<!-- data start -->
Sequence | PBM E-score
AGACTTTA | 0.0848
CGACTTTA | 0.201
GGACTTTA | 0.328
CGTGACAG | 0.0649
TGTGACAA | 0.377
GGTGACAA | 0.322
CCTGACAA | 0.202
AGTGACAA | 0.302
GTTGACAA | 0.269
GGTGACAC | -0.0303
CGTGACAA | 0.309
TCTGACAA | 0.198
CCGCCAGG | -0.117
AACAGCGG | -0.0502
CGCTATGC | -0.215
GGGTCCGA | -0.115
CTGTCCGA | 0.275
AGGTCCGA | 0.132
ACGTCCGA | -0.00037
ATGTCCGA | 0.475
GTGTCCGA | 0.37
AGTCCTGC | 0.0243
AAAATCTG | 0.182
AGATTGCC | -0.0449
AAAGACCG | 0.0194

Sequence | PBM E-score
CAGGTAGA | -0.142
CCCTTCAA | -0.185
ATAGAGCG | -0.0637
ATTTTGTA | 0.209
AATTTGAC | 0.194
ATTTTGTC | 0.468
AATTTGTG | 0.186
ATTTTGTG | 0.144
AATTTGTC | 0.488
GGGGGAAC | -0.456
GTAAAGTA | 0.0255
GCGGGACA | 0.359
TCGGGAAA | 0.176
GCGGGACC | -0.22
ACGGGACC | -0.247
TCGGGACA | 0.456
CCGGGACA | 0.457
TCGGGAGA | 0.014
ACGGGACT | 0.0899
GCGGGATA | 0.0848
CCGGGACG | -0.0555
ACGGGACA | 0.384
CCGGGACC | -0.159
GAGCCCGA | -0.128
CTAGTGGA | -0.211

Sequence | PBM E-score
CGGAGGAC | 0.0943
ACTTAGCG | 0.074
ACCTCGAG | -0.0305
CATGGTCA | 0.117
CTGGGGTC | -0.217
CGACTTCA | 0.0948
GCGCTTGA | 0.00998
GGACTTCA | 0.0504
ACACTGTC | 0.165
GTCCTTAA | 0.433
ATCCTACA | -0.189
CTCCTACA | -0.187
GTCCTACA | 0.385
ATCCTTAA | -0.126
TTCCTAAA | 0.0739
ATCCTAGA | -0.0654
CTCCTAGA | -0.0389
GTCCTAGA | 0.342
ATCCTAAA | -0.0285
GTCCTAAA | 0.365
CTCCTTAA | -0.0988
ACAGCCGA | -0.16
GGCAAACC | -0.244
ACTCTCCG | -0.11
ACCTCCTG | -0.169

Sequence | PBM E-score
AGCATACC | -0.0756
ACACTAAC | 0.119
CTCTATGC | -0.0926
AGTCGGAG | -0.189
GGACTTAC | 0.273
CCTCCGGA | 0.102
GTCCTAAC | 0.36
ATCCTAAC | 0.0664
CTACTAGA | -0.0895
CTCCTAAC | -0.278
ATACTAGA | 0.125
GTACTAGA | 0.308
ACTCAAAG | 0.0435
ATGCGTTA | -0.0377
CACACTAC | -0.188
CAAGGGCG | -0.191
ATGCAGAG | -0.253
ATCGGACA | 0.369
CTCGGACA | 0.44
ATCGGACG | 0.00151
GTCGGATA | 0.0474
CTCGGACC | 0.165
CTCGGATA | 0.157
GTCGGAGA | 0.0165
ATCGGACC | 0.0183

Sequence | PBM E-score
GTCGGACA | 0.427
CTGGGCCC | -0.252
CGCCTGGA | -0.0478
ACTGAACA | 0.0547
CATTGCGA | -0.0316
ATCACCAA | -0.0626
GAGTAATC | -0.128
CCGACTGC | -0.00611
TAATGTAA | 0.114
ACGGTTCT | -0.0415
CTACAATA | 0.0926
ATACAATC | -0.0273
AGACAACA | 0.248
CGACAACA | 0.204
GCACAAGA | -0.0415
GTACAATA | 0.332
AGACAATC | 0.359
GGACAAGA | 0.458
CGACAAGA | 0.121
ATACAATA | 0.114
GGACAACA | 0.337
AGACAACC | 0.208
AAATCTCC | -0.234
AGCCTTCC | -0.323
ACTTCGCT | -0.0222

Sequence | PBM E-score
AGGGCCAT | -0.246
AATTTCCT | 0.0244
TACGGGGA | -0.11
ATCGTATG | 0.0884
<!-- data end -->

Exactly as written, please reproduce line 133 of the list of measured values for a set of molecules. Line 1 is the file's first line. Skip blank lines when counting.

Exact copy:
AATTTCCT | 0.0244